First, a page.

World War Wednesdays: The Wars on Film
Perhaps it is just my experience of being a history student who is also in German cinema, but there seems to be a strong connection between those who love history and those who love film. So often when a professor or fellow student is explaining a historical concept, they mention a scene in a film which covers that topic. Perhaps this aspect plays into the historian's constant quest to relive and re-enact the past. It can also be a highly useful and fascinating method to bring to life the events which we read about but have difficulty imagining in real life.
These ideas are what caused me to want to write about this topic, and it is something that plays a major role in my day to day life. I suppose I am a bit predisposed to talk about it after just having finished watching Ken Burns' seven-part documentary The War. Each part is roughly two hours and length, tracing the WWII experiences of four U.S. towns and the people who lived in them. I will be honest, many a tear was shed over the course of the story, and I highly recommend watching it (on Netflix).
What makes a good war film is the ability to make us feel such a depth of emotion. The wars themselves were such a complexity of hardship, togetherness, love and fear. For a film to have the capacity to give its audience a similar emotional experience is something that everyone, not just historians, can appreciate.
Of course, this tradition of impactful war films began during the wars themselves. (Due to technology advancements of the times and my personal preference I will be focusing on some of my favorites of the Second World War). I'm sure (I hope) we've all had the chance to see Casablanca, a true classic, whose infamous lines have become a part of common phrases to this day ("Here's looking at you, kid", "Play it again, Sam", "We'll always have Paris"). This film captures the experience of displacement due to the war, with lost love, and with the threat of world conflict on peoples' personal lives.
The United States entered the war in December 1941, after Britain had been fighting for almost three years. It was rare for an enemy to be explicitly stated in Hollywood films much before then, since America provided a great deal of funding and supplies to all sides. The first film to clearly depict the enemy as being Germany was Charlie Chaplin's 1940 satire The Great Dictator (Chaplin was a Socialist himself). After becoming part of the conflict, however, there was no secret as to America's stance. This can be seen in wartime films such as Thirty Seconds Over Tokyo, 49th Parallel, and Mrs. Miniver. There was also the concept of the propaganda war, with Hollywood competing against Dr. Goebbels' team in Germany. Some of the most fascinating works of propaganda come from this time, when companies like Walt Disney and Warner Brothers teamed up with groups such as the U.S. Air Force to create animated cartoons depicting well-loved characters being involved in the war. Disney's "Der Fuhrer's Face", which features Donald Duck sticking it to a group of overweight, dopey Nazis, won the Oscar in 1943 for Best Animated Short. Jack Warner and the Warner Brothers' collaboration with the air force produced such cartoons as "Herr Meets Hare" and "Draftee Daffy" featuring Bugs Bunny and Daffy Duck. These films spoke not only to children but to a full spectrum of audiences, using characters who held a great deal of emotional and ideological sway among fans young and old.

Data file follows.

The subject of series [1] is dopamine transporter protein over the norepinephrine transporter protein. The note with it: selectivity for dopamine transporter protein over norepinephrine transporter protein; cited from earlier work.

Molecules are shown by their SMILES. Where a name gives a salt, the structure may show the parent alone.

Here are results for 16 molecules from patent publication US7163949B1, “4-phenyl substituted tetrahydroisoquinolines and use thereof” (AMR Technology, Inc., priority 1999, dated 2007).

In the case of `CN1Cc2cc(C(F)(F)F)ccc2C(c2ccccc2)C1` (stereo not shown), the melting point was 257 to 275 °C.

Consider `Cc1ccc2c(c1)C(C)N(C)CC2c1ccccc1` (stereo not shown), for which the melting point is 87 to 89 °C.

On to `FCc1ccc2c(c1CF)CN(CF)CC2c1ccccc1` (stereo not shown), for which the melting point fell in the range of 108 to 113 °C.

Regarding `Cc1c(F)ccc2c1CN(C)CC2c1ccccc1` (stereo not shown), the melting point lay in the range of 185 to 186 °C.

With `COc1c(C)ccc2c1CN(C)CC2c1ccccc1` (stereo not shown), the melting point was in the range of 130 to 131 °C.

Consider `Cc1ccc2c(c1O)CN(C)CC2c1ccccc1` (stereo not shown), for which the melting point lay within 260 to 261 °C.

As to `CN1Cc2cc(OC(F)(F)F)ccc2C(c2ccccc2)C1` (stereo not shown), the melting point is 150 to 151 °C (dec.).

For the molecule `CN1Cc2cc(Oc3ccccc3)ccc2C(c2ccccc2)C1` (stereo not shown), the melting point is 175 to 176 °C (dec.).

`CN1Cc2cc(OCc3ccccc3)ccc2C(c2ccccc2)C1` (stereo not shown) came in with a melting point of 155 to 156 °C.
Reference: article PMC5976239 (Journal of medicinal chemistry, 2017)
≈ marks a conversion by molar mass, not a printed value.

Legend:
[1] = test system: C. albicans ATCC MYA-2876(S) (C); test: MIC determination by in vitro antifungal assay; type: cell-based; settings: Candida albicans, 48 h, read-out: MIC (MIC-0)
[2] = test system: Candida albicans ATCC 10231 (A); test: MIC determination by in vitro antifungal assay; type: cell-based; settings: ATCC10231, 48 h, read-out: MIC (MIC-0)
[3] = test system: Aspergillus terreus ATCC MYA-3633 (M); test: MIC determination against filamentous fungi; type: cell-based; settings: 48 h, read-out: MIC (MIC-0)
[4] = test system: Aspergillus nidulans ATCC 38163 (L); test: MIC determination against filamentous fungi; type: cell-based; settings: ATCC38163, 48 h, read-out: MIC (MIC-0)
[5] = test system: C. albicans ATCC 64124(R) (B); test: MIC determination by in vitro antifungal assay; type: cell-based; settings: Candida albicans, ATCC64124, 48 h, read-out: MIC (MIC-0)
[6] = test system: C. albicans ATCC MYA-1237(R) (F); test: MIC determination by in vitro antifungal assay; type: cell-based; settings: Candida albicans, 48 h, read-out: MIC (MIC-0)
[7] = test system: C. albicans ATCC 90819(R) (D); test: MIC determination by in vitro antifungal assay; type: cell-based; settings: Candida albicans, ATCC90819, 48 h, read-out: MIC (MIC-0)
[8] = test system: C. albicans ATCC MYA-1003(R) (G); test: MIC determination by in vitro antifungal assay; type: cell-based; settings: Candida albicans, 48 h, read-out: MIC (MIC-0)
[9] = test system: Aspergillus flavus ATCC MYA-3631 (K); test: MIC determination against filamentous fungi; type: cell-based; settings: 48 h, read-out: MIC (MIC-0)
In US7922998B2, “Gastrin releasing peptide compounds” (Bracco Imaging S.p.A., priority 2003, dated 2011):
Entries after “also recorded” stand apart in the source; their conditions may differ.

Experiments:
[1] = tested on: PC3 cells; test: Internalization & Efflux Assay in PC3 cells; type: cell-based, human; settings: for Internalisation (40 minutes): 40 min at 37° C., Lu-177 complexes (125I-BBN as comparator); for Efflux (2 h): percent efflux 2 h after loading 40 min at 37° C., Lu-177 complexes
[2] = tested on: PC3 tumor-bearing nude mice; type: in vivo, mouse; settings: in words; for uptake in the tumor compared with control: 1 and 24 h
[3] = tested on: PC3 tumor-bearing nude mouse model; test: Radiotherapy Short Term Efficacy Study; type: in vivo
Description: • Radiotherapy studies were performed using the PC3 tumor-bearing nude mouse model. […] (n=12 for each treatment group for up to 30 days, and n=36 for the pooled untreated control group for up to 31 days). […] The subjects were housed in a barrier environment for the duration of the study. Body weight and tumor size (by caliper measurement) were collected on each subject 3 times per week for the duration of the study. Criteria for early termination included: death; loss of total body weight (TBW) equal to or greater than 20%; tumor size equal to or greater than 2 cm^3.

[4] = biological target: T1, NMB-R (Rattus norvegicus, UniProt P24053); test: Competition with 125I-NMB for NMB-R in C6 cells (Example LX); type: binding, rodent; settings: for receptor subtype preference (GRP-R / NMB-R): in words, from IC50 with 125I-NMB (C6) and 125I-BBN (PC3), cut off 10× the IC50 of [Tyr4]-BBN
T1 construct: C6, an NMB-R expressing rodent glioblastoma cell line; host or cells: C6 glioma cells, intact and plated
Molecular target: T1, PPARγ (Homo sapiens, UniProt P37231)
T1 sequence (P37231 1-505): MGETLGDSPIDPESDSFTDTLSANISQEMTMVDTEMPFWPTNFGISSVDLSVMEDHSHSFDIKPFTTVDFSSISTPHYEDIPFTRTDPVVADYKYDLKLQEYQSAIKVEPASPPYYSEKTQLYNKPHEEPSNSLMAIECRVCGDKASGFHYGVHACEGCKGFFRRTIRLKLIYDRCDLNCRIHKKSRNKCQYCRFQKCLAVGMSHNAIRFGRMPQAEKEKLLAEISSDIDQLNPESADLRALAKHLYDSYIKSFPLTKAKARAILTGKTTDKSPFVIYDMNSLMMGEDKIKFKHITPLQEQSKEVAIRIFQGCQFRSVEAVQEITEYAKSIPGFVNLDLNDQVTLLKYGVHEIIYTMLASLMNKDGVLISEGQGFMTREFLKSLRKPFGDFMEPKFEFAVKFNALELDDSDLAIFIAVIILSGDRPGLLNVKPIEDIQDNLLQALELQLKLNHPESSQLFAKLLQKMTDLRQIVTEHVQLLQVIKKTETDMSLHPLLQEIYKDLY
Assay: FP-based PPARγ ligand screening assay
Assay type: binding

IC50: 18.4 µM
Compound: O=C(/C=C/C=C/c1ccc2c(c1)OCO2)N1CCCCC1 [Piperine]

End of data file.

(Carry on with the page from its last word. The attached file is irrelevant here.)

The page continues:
|Donald Duck reads Hitler's infamous book, a far cry from the Donald we know today|
Of course, not all films during the war were designed to reinforce ideological beliefs or depict the glory and struggle of real events. Both America and Germany recognized the importance of lighthearted films during times of stress and hardship, and especially in America, the escapist style of film was perfected. This trend was carried on from the films of the Great Depression, which sought to provide an alternate place for audiences to imagine themselves as a way to distract from rough times. In Germany, even these films were covertly filled with propagandistic themes. America's escapist films depicted idealistic, joyful people and situations which gave people not only something else to think about but something to hope for. My favorite example of this is 1940's We Who Are Young featuring Lana Turner, which is the ultimate cheesy and overdramatic film but so incredibly touching. This period perfected the iconic Hollywood love story, featuring the famous pairings of Humphrey Bogart and Lauren Baccall, and actors such as Cary Grant, Barbara Stanwyck, Ingrid Bergmann and Judy Garland.
|Lana Turner and John Shelton in We Who Are Young|
Even to this day, filmmakers continue to create new depictions of wartime stories. This year saw the release of box office hits Monuments Men and Fury. Recent times have provided just as many classics as those actually from the war, such as Saving Private Ryan, Valkyrie, Inglorious Basterds, The Boy in the Striped Pyjamas, Defiance, and Nuremberg. All of these are so well loved by both lovers of history and film fans. They give us the gift of seeing our past as close as possible to the way it really was, which is such an amazing experience. It is so fascinating to know that the ability to see a depiction of the way things really happened is just a click away.
Have you seen any of the films I discussed? Do you have any favorite war films that you didn't see mentioned? I'd love to hear from you!
Thanks for reading,